No doubt there’s a lot of window dressing and political posturing. No doubt some gun advocates are waiting for the news media to move on, any day now. We’ll see where it goes from here, but I’m heartened by the possibility that there may be some redemption to the sickening destruction of God’s image in human form every time guns are put to violent use against others or against self.
What it’s taking to rattle the status quo battle between sides entrenched on this issue for decades has been a willingness to consider the possibility that they might be wrong. That there might be a way forward which doesn’t demand “my way or the highway”. I like the way that Yehuda Amichai puts this in a poem called “The Place Where We Are Right”:
From the place where we are right
Flowers will never grow
In the spring.
The place where we are right
Is hard and trampled
Like a yard.
But doubts and loves
Dig up the world
Like a mole, a plow.
And a whisper will be heard in the place
Where the ruined
House once stood.
Jesus shows us what it means to dig up the hardened lines between Pharisee and sinner, calling the former to consider his own sins, and telling the latter to be free of hers, to start anew. What are the legalisms that continue to tempt us, to harden our hearts against mercy? Can you think of a time when you’ve been wrong about somebody or something? What have you held against someone long past its due date? When has forgiveness and mercy felt impossible to show? That may be what we’re called to consider today. What does it look like to practice—as a church—the ways of Jesus here, holding out the possibilities for redemption? Seeking common ground even in places that are hard? Trusting God to be the judge and doing our part to find common humanity across our deadly division? The model of Jesus is different than judging, recognizing that we never have the full truth. Instead, we are called to show mercy and love, because where there is love, God is.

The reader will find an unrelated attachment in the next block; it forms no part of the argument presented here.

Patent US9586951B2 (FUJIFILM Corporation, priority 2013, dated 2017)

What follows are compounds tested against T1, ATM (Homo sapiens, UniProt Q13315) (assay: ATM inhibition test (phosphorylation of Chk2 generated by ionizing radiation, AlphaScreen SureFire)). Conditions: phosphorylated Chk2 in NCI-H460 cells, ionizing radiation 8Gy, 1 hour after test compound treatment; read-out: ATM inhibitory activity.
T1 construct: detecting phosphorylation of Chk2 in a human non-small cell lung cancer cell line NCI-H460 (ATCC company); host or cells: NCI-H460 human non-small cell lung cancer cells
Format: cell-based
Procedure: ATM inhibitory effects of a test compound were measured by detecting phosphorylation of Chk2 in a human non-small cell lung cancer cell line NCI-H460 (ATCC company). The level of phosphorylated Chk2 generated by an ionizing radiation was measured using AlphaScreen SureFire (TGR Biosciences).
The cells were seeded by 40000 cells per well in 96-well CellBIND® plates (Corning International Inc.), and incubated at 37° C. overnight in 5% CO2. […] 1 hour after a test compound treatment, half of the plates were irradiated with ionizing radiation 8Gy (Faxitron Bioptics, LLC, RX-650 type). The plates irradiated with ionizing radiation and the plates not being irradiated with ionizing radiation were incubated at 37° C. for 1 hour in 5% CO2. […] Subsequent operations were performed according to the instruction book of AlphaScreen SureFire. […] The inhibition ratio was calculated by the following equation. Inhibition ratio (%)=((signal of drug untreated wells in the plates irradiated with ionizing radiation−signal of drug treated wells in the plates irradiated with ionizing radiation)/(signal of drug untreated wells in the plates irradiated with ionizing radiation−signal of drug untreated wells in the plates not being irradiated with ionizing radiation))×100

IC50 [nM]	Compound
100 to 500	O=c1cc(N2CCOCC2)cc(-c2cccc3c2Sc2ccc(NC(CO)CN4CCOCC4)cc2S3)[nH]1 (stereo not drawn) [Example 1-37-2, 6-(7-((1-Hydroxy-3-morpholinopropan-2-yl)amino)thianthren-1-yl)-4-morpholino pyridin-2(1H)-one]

One other scrap of poetic language around this theme (and perhaps poetry does a better job than prose at escaping the drive to certainty) comes from the ancient mystic and poet Rumi:
Out beyond ideas of wrongdoing and rightdoing,
there is a field. I will meet you there.
When the soul lies down in that grass,
the world is too full to talk about
language, ideas, even the phrase each other
doesn’t make any sense.
By the power of God in Jesus Christ, “othering” finds its limit here, and in Jesus each “other” becomes “one who bears the face of God”. So when we leave church today, when we carry this Christian vocation, message and identity into the world, go to the green fields beyond places of rightness and wrongness, places of mercy and soft earth rather than hardness of heart. God, make it so, we pray. Amen.
Cover image from PublicDomainPictures.net.